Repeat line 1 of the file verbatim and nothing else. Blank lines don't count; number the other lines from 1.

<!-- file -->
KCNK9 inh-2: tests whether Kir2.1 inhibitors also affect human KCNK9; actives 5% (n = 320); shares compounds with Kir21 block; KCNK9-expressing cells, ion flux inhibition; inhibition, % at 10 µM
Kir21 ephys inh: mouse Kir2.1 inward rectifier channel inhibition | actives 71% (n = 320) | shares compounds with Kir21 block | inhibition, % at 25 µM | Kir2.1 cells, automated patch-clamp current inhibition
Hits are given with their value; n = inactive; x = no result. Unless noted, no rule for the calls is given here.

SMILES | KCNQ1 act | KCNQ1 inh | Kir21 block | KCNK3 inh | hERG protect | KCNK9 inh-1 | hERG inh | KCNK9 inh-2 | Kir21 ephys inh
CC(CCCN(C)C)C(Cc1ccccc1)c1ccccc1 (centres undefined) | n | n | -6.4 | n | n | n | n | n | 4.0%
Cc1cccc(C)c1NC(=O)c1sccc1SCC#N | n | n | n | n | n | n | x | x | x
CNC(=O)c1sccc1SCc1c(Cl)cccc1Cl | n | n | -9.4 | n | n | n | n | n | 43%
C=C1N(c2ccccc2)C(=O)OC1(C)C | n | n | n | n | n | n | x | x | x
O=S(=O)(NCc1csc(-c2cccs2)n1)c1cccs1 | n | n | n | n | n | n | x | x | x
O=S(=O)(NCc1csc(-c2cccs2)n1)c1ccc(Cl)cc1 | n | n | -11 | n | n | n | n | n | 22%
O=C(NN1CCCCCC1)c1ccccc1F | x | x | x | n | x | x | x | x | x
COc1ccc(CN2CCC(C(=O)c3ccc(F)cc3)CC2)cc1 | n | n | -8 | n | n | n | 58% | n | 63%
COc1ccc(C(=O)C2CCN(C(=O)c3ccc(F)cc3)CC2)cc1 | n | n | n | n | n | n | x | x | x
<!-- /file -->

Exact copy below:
KCNK9 inh-2: tests whether Kir2.1 inhibitors also affect human KCNK9; actives 5% (n = 320); shares compounds with Kir21 block; KCNK9-expressing cells, ion flux inhibition; inhibition, % at 10 µM